various shapes, it remains still but a base metal. Mert may escaape the pollutions of the world, and yet be but dogs and swine, 2 Pet. ii. 20, 22. All the external acts of religion are within the compass of natural abilities. Yea, hypocrites may have the counterfeit of all the graces of the Spirit: for we read of true holiness, Eph, iv. 23. and faith unfeigned, 1 Tim i 5. which shews us, that there is a counterfeit holiness, and a feigned faith. (5:). Men may-advance to a great deal of strictness in their own way of religion; and yet be ftrangers to the new birth, A&s xxxvi. 5. After the most prieteft fect of our religion, I lived a Pharisee. Nature has its own un Canctified strictnets in religion. The Pharisees had so much of it, that they looked on Christ as little better than a mere libertine A man whose confcience hath been awakened, and who lives under the felt influence of the covenant of works, what will he not do, that is within the compass of natural abilitiesIt was a truth, tho' it came out of a hellish mouth, that skin for skin, all that a man hath will be give for his life, Job ii. 4. (6.) One may have sharp soul-exercises and pangs, and yet die in the birth. Many have been in pain, that have but as it were brought forth wind. There may be fore pangs and throws of conscience, which turn to nothing at last. Pharaoh and Simon Magus had such convictions, as made the desire the prayers of others for them. Judas repented himflf; and under terrors of conscience, gave back his ill-gotten pieces of silver. All is not gold that glisters. Trees! may blossom fairly in the spring, on which no fruit is to be found in the harvest: and some have sharp foul-exercises, which are nothing. but foretaftes of hell.

The new birth, however in appearance hopefully begun, may be marred two ways. First, Some, like Zarah, Gen xxxviii 28, 29 are brought to the birth, but go back again. They have tharp convictions for a while: but these go off, and they turn as careless about their salvation, as profane as ever : and usually worse than ever, their last state is worse than their first, Mat. xii. 45. They get awakening grace, but not converting grace ; and that goes off by degrees, as the light of the declining day, till it issue in midnight darkness. Secondly, Some like Ifomael, come forth too soon ; they are born before the time of the promise, Gen. xvi. 1, 2: compare Gal. iv. 22. and down. ward. They take up with a mere law-work, and Itay not till the, time of the promise of the gospel. They fnatch at confolation, not waiting till it be given them; and foolishly draw their comfort from the 'law that wounded them. They apply the healing plaister to themfelves, before their wound be sufficiently searched. The law, that rigorous husband, severely beats them, and throws in curses arid vengeance upon their souls: then they fall a reforming, praying, mourning, promising and vowing, till this ghost be laid ; which done, they fall asleep again in the arms of the law; but they are never fhaken out of themselves and their own righteousness, nor brought forward to Jesus Christ. Lastly, There may be a wondeaful movin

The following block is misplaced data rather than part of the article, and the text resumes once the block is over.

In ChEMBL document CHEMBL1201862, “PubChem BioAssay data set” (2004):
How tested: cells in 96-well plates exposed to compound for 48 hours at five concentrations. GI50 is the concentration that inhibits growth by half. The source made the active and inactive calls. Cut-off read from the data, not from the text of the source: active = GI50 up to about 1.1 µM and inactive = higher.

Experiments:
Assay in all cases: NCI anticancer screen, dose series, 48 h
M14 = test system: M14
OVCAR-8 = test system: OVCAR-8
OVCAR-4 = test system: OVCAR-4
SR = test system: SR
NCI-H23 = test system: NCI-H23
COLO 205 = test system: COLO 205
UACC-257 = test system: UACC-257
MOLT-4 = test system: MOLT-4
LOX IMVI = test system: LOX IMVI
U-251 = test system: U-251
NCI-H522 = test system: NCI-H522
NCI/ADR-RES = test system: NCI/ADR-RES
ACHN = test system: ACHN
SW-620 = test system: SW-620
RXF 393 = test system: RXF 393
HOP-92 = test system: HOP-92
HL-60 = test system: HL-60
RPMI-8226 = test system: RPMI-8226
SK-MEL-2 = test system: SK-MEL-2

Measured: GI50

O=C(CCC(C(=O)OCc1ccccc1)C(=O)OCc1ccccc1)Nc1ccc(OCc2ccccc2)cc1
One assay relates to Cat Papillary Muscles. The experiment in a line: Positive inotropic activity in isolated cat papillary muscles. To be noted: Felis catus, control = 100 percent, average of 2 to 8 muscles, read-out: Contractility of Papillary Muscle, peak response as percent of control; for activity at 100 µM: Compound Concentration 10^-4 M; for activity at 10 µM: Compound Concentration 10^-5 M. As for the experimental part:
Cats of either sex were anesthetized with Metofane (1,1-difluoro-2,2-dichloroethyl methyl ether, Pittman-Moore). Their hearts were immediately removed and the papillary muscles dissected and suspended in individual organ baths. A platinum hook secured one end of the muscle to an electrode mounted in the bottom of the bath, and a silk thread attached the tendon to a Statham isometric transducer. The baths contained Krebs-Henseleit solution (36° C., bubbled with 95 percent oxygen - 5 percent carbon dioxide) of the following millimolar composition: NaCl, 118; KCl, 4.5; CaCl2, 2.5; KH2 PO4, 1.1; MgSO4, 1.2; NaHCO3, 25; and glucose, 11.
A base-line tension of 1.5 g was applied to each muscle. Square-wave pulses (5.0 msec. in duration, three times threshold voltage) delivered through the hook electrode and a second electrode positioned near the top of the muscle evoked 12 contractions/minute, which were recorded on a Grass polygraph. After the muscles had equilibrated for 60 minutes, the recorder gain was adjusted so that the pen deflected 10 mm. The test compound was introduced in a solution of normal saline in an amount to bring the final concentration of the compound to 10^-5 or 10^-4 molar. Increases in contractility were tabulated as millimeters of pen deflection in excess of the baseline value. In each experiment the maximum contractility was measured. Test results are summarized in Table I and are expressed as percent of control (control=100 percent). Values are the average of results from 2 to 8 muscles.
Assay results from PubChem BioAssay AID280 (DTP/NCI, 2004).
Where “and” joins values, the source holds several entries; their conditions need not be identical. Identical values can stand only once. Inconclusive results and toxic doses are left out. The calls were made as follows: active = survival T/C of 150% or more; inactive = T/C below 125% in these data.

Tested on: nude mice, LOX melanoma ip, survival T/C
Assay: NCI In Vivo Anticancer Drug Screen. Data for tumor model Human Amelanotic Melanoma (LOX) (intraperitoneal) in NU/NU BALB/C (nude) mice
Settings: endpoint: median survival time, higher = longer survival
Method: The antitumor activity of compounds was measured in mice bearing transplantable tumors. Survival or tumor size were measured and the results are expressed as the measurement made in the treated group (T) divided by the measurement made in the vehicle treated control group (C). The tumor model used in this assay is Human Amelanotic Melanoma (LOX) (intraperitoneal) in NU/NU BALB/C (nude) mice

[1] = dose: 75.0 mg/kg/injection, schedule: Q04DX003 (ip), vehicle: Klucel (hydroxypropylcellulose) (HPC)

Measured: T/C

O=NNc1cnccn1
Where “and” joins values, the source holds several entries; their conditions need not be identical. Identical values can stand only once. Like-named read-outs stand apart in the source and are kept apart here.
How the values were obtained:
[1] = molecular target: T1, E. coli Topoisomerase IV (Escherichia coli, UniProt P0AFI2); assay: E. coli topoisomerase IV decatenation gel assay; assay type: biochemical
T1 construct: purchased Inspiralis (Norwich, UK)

of the affections, in fouls that are not at all touched with regenerating grace

Where there is no grace there may, notwithstanding, be a food of tears, as in Esau, who found no place of repentince, thi' blousoht it carefully with tears, Heb xii. 17 I here may be grot flashes of joy; as in the hearers of the word, represented in the pärable by the {tony ground. who anon with joy receive it, Matth xiii. 20. I here may also be great delire after good things, and great delight in them too; as in these bvpocrites described, Isa lviii. 2. Yi-t they leek me dai:y, and deli: ht to know my ways. They take delight in cpp:ouch.ng unto God. See how high they may sometimes stand, who yet fall away, Heb vi. 4, 5, 6 They may be nlighted, tafie of the heuvenly gift, b. partukers of the holy Ghaft, talte the good wnd of God, and the powers of the worl., to cume Coinmon operations of the divine Spirit, like a land flood, make a strange turning of things up (ide down. And when they are over, all runs again in the ordinary channel Alt these hings may be, where the sanctifying Spirit of Chritt never reits upon the soul. but the stond heart itill remains : and in that cale, these affections cannot but wither b-ule :hey «VC no rog,